CHRISTCHURCH: Heads bowed, their hair covered by black headscarves, female family members of Mohemmed Daoud Nabi gently wept as they approached his body until a fellow mourner called out "Don't cry."
It was a refrain heard repeatedly throughout the short, emotional funeral for 71-year-old Nabi, one of 50 people slain by a white supremacist gunman in Christchurch last Friday during a live broadcast rampage that caused global revulsion.
Those bidding farewell to the septuagenarian were determined to send out a message. This was a day of celebration, not of loss.
Nabi was the man who unknowingly opened the door to his killer at the city's Al Noor mosque, reportedly welcoming him with the words "Hello Brother".
And that was the memory those laying him to rest wanted to broadcast on Thursday.
Huddled together under a marquee on a grey and blustery day, Nabi's sons recited prayers in Dari and Arabic as the former head of their family lay in a wooden casket at their feet.
"Those who live abroad and die or killed there will go to paradise," one of the sons said, a reference to Nabi's journey two decades before from war-torn Afghanistan to his adopted homeland New Zealand.
"He was killed in a mosque in a house of God. He was a true servant. He was a pious person," he added.
After prayers mourners carefully lifted the casket aloft and carried Nabi towards the newly dug grave at Memorial Park Cemetery, one of dozens for victims of the massacre.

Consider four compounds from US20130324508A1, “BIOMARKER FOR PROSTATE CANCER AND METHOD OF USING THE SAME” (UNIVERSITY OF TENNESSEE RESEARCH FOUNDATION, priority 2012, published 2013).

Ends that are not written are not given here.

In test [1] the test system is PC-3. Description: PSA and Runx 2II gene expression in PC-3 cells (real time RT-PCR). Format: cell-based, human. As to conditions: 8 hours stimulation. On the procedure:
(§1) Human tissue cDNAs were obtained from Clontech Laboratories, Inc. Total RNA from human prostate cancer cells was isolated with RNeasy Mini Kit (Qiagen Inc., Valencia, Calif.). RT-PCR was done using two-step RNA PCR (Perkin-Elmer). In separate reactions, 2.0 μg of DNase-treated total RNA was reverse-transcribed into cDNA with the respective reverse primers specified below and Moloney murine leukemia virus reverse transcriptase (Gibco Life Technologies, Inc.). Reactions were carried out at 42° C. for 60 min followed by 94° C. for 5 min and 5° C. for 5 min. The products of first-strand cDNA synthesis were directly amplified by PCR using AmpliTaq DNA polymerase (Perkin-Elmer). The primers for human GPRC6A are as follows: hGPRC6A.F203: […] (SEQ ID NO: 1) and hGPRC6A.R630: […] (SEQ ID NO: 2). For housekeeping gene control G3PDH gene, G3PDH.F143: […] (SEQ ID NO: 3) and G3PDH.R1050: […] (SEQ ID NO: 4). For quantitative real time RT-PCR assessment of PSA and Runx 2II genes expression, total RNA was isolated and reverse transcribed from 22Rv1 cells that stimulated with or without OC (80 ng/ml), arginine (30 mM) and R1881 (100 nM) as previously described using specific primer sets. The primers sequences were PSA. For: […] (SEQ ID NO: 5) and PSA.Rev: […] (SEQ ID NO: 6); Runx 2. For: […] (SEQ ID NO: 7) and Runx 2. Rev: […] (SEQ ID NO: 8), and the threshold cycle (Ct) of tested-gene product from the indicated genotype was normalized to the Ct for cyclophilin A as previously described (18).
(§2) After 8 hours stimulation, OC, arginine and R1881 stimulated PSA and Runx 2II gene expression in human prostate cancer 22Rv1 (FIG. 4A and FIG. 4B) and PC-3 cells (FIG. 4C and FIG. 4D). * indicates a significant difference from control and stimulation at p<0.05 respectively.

Those gathered were a reflection of the breadth of the community affected by Friday's massacre, Muslims and non-Muslims alike, bikers, refugees, young families - all touched by Nabi and the warmth he showed.
Some held placards advocating peace and tolerance. Some sported those now two ubiquitous words: "Hello Brother".
As Nabi's body, wrapped in a white shawl, neared the grave, quietness descended over the crowd. Family and close friends then gathered to pour earth from plastic buckets into the open casket.
Stretching out across the cemetery were row upon row of empty graves still waiting to be filled in the coming days.
It was a stark reminder of the sheer scale of the killings, 50 dead among a small, tight-knit community in a town with a population of some 350,000 people.
Yet the mood in the compound remained joyous and steered away from despair.
Heavily tattooed biker gang members mingled with men wearing Afghan dress, non-Muslims and smartly dressed community leaders, embracing, sharing memories and stories.
A long line of mourners took turns to hug Nabi's sons.
"I'm happy because he went straight to Jannah (paradise)," Omar Nabi said. "The gunman didn't even know he opened the gates to heaven for my dad.
"He is laughing at him and smiling at us... Have you ever congratulated anybody for a death? This is the time and this is the place. Don't cry. Don't be sad. Congratulations. Your father made it to heaven."